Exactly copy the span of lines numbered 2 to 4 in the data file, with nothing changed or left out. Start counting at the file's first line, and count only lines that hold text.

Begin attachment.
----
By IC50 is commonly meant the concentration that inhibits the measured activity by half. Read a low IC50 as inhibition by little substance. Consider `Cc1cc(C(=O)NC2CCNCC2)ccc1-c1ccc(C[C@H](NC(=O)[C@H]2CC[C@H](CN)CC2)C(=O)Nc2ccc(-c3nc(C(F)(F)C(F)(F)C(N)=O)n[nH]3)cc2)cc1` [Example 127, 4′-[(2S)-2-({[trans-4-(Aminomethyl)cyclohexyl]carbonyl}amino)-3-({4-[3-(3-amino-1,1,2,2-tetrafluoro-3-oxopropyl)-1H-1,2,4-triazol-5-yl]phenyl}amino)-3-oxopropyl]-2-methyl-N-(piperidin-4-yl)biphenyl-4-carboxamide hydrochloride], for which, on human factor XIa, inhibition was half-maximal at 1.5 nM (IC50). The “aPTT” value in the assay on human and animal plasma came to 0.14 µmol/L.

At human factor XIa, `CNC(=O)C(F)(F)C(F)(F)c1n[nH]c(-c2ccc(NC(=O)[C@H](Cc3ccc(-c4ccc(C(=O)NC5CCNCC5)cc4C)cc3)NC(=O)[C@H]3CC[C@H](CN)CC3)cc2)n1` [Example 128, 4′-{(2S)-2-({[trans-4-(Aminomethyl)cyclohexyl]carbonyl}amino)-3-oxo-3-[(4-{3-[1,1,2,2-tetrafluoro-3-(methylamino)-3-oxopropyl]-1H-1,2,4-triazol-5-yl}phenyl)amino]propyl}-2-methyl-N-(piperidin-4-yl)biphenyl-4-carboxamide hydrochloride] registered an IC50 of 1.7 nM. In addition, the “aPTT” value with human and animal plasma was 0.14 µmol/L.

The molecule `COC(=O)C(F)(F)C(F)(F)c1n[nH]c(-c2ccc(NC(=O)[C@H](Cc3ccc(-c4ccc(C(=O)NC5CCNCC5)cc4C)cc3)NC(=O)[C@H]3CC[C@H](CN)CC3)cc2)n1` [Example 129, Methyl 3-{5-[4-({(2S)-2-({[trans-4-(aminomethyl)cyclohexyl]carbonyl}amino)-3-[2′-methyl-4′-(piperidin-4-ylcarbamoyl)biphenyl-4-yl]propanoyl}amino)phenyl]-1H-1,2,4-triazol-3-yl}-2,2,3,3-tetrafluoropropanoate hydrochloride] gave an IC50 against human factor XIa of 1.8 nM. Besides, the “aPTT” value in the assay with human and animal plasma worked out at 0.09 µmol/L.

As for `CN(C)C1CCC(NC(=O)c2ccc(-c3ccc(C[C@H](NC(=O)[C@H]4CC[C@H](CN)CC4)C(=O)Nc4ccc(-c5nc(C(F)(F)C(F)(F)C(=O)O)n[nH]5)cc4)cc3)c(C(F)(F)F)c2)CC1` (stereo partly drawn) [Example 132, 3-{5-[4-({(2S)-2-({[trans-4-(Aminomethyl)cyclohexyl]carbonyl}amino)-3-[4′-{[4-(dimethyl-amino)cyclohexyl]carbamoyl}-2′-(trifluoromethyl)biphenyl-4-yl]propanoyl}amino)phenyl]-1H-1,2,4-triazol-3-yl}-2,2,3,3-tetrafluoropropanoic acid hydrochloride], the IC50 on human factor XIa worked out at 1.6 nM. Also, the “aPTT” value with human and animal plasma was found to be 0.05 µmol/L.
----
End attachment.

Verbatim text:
At human factor XIa, `CNC(=O)C(F)(F)C(F)(F)c1n[nH]c(-c2ccc(NC(=O)[C@H](Cc3ccc(-c4ccc(C(=O)NC5CCNCC5)cc4C)cc3)NC(=O)[C@H]3CC[C@H](CN)CC3)cc2)n1` [Example 128, 4′-{(2S)-2-({[trans-4-(Aminomethyl)cyclohexyl]carbonyl}amino)-3-oxo-3-[(4-{3-[1,1,2,2-tetrafluoro-3-(methylamino)-3-oxopropyl]-1H-1,2,4-triazol-5-yl}phenyl)amino]propyl}-2-methyl-N-(piperidin-4-yl)biphenyl-4-carboxamide hydrochloride] registered an IC50 of 1.7 nM. In addition, the “aPTT” value with human and animal plasma was 0.14 µmol/L.

The molecule `COC(=O)C(F)(F)C(F)(F)c1n[nH]c(-c2ccc(NC(=O)[C@H](Cc3ccc(-c4ccc(C(=O)NC5CCNCC5)cc4C)cc3)NC(=O)[C@H]3CC[C@H](CN)CC3)cc2)n1` [Example 129, Methyl 3-{5-[4-({(2S)-2-({[trans-4-(aminomethyl)cyclohexyl]carbonyl}amino)-3-[2′-methyl-4′-(piperidin-4-ylcarbamoyl)biphenyl-4-yl]propanoyl}amino)phenyl]-1H-1,2,4-triazol-3-yl}-2,2,3,3-tetrafluoropropanoate hydrochloride] gave an IC50 against human factor XIa of 1.8 nM. Besides, the “aPTT” value in the assay with human and animal plasma worked out at 0.09 µmol/L.

As for `CN(C)C1CCC(NC(=O)c2ccc(-c3ccc(C[C@H](NC(=O)[C@H]4CC[C@H](CN)CC4)C(=O)Nc4ccc(-c5nc(C(F)(F)C(F)(F)C(=O)O)n[nH]5)cc4)cc3)c(C(F)(F)F)c2)CC1` (stereo partly drawn) [Example 132, 3-{5-[4-({(2S)-2-({[trans-4-(Aminomethyl)cyclohexyl]carbonyl}amino)-3-[4′-{[4-(dimethyl-amino)cyclohexyl]carbamoyl}-2′-(trifluoromethyl)biphenyl-4-yl]propanoyl}amino)phenyl]-1H-1,2,4-triazol-3-yl}-2,2,3,3-tetrafluoropropanoic acid hydrochloride], the IC50 on human factor XIa worked out at 1.6 nM. Also, the “aPTT” value with human and animal plasma was found to be 0.05 µmol/L.